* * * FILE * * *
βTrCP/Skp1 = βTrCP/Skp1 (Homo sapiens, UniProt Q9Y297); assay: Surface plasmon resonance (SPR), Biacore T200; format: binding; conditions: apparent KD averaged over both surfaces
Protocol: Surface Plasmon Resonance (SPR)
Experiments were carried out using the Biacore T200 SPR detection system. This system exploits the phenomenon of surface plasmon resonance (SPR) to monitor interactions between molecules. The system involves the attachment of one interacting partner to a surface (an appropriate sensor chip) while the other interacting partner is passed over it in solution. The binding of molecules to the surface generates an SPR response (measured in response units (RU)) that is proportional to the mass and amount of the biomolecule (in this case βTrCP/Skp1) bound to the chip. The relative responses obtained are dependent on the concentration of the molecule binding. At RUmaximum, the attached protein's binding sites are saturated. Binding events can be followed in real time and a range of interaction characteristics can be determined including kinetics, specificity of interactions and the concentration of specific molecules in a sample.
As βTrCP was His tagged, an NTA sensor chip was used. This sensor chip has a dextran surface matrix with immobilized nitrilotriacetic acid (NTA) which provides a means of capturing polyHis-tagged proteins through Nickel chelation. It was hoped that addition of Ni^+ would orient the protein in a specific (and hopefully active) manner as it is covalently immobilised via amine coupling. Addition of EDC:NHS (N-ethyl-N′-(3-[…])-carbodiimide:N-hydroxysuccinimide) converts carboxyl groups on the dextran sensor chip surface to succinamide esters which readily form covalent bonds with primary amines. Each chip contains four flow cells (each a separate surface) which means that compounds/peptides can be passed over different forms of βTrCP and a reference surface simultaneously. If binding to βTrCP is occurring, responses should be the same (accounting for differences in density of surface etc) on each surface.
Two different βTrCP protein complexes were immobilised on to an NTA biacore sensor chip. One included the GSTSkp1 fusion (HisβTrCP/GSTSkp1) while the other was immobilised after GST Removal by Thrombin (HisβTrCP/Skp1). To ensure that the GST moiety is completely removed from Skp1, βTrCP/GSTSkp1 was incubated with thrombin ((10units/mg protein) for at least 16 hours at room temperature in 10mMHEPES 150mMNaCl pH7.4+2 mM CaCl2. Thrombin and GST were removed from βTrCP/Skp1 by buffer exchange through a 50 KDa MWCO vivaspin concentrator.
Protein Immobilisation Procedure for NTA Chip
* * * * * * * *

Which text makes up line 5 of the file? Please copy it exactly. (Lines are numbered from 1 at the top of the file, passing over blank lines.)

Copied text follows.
Two different βTrCP protein complexes were immobilised on to an NTA biacore sensor chip. One included the GSTSkp1 fusion (HisβTrCP/GSTSkp1) while the other was immobilised after GST Removal by Thrombin (HisβTrCP/Skp1). To ensure that the GST moiety is completely removed from Skp1, βTrCP/GSTSkp1 was incubated with thrombin ((10units/mg protein) for at least 16 hours at room temperature in 10mMHEPES 150mMNaCl pH7.4+2 mM CaCl2. Thrombin and GST were removed from βTrCP/Skp1 by buffer exchange through a 50 KDa MWCO vivaspin concentrator.